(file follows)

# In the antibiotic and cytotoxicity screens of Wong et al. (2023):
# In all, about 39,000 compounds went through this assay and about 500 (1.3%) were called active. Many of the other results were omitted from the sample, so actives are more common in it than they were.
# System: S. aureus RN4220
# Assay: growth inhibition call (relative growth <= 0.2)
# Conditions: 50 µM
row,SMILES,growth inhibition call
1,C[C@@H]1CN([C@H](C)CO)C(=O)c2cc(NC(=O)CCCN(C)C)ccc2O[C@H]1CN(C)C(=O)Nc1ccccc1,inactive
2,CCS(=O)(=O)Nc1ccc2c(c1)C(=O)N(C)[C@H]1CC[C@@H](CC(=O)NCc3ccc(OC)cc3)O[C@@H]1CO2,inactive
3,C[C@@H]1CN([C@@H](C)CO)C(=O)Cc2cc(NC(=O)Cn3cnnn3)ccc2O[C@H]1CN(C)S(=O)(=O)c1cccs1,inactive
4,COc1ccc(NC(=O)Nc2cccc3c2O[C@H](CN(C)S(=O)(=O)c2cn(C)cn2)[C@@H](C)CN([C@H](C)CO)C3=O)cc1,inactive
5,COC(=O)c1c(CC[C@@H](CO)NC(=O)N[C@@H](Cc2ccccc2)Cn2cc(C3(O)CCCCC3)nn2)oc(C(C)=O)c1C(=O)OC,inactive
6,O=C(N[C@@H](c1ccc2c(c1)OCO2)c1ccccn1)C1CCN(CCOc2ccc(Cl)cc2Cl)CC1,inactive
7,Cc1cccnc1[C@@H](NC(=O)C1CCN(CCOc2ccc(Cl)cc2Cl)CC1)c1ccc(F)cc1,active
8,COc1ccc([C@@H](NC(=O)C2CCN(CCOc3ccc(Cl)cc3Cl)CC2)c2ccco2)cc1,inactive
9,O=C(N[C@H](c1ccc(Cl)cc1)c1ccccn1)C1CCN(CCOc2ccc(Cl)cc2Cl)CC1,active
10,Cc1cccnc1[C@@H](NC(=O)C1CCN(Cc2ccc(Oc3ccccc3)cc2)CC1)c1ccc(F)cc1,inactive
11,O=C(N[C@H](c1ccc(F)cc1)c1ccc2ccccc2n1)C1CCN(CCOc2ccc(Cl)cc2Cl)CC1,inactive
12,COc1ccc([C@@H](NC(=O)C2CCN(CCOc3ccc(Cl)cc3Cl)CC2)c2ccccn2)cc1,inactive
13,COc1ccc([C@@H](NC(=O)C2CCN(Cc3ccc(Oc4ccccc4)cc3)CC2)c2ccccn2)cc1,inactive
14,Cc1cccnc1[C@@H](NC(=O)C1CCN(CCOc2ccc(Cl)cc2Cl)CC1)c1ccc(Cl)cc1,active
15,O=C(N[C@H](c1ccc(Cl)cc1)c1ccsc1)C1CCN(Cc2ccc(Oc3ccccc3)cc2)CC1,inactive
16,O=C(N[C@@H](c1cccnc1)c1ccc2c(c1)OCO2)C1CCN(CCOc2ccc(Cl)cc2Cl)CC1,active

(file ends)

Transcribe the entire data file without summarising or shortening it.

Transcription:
# In the antibiotic and cytotoxicity screens of Wong et al. (2023):
# In all, about 39,000 compounds went through this assay and about 500 (1.3%) were called active. Many of the other results were omitted from the sample, so actives are more common in it than they were.
# System: S. aureus RN4220
# Assay: growth inhibition call (relative growth <= 0.2)
# Conditions: 50 µM
row,SMILES,growth inhibition call
1,C[C@@H]1CN([C@H](C)CO)C(=O)c2cc(NC(=O)CCCN(C)C)ccc2O[C@H]1CN(C)C(=O)Nc1ccccc1,inactive
2,CCS(=O)(=O)Nc1ccc2c(c1)C(=O)N(C)[C@H]1CC[C@@H](CC(=O)NCc3ccc(OC)cc3)O[C@@H]1CO2,inactive
3,C[C@@H]1CN([C@@H](C)CO)C(=O)Cc2cc(NC(=O)Cn3cnnn3)ccc2O[C@H]1CN(C)S(=O)(=O)c1cccs1,inactive
4,COc1ccc(NC(=O)Nc2cccc3c2O[C@H](CN(C)S(=O)(=O)c2cn(C)cn2)[C@@H](C)CN([C@H](C)CO)C3=O)cc1,inactive
5,COC(=O)c1c(CC[C@@H](CO)NC(=O)N[C@@H](Cc2ccccc2)Cn2cc(C3(O)CCCCC3)nn2)oc(C(C)=O)c1C(=O)OC,inactive
6,O=C(N[C@@H](c1ccc2c(c1)OCO2)c1ccccn1)C1CCN(CCOc2ccc(Cl)cc2Cl)CC1,inactive
7,Cc1cccnc1[C@@H](NC(=O)C1CCN(CCOc2ccc(Cl)cc2Cl)CC1)c1ccc(F)cc1,active
8,COc1ccc([C@@H](NC(=O)C2CCN(CCOc3ccc(Cl)cc3Cl)CC2)c2ccco2)cc1,inactive
9,O=C(N[C@H](c1ccc(Cl)cc1)c1ccccn1)C1CCN(CCOc2ccc(Cl)cc2Cl)CC1,active
10,Cc1cccnc1[C@@H](NC(=O)C1CCN(Cc2ccc(Oc3ccccc3)cc2)CC1)c1ccc(F)cc1,inactive
11,O=C(N[C@H](c1ccc(F)cc1)c1ccc2ccccc2n1)C1CCN(CCOc2ccc(Cl)cc2Cl)CC1,inactive
12,COc1ccc([C@@H](NC(=O)C2CCN(CCOc3ccc(Cl)cc3Cl)CC2)c2ccccn2)cc1,inactive
13,COc1ccc([C@@H](NC(=O)C2CCN(Cc3ccc(Oc4ccccc4)cc3)CC2)c2ccccn2)cc1,inactive
14,Cc1cccnc1[C@@H](NC(=O)C1CCN(CCOc2ccc(Cl)cc2Cl)CC1)c1ccc(Cl)cc1,active
15,O=C(N[C@H](c1ccc(Cl)cc1)c1ccsc1)C1CCN(Cc2ccc(Oc3ccccc3)cc2)CC1,inactive
16,O=C(N[C@@H](c1cccnc1)c1ccc2c(c1)OCO2)C1CCN(CCOc2ccc(Cl)cc2Cl)CC1,active